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I was reading the post " A set which the interior of its boundary is not empty ", and I conjectured the following:

Let $ (X, \tau ) $ be a topological space, and let $A \subseteq X $. If $int(\partial A) \neq \phi $ , then $int(A)= \phi $.

(Here $\phi $ represents the empty set).

How can I prove this?

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    $\begingroup$ What if $X=\mathbb R$ and $A=(0,\infty)\cup\mathbb Q$? $\endgroup$ – bof Jun 14 at 3:23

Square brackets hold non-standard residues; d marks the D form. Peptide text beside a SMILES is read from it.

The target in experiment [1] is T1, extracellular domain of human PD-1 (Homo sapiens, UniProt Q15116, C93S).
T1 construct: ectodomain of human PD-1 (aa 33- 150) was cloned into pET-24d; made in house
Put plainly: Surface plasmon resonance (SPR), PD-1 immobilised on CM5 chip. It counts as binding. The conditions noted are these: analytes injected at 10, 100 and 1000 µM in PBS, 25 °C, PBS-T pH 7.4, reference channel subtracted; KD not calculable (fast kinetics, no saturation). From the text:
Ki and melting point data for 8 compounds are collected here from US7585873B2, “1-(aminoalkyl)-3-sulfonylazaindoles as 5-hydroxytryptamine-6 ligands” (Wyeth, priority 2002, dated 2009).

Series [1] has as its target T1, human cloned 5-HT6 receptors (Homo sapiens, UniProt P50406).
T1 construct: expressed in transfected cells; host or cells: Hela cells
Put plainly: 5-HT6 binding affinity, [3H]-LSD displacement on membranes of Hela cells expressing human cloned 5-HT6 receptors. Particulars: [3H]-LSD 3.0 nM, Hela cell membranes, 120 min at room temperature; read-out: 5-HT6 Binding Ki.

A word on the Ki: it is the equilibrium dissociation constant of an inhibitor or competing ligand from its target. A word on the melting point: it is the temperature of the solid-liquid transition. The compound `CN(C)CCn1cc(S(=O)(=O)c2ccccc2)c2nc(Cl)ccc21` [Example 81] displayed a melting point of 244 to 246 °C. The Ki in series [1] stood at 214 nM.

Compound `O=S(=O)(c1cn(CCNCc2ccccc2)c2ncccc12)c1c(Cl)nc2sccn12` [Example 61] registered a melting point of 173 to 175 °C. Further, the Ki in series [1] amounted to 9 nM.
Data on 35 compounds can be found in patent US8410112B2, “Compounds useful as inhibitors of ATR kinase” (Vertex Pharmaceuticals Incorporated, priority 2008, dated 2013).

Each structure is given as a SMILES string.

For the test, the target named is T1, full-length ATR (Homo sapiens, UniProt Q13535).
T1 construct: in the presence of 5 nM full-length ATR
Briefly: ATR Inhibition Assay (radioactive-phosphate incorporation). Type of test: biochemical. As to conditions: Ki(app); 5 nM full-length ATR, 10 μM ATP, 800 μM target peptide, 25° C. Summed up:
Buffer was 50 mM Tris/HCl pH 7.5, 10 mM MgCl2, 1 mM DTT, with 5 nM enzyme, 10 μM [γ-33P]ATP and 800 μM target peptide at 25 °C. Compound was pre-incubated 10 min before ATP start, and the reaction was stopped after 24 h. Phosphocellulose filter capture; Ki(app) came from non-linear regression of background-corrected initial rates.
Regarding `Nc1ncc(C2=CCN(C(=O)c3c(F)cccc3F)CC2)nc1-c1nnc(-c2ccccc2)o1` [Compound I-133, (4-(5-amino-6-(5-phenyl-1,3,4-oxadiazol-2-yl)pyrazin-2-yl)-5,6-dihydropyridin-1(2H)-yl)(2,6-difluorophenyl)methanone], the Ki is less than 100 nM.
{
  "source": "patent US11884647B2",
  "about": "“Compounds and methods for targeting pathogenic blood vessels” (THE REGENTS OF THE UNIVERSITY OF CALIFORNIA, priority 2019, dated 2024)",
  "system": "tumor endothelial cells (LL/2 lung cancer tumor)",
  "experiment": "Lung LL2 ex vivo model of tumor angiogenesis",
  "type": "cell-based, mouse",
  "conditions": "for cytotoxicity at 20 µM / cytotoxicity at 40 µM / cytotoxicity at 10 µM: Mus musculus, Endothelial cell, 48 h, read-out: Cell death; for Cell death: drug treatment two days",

• $\begingroup$ @bof , thank you. I originally wanted to prove that $cl(int(\partial A)) \subseteq cl(A \cap int(\partial A)) $ . Anyhow, now that I see the conjecture is wrong, what should I do with this post? Should I delete it? $\endgroup$ – evaristegd Jun 14 at 20:39
  • $\begingroup$ @bof , would you mind writing an answer so I can accept it? Thanks $\endgroup$ – evaristegd Jul 10 at 2:42
  • $\begingroup$ Leave it up. Just because a conjecture is false does not mean it should be forgotten. $\endgroup$ – DanielWainfleet Jul 10 at 13:40
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Your conjecture is false. Let $X$ be the real line with the usual topology, and let $A=(0,\infty)\cup\mathbb Q$. Then $\partial A=(-\infty,0]$, so $\operatorname{int}\partial A=(-\infty,0)\ne\emptyset$, but $\operatorname{int}A=(0,\infty)\ne\emptyset$.

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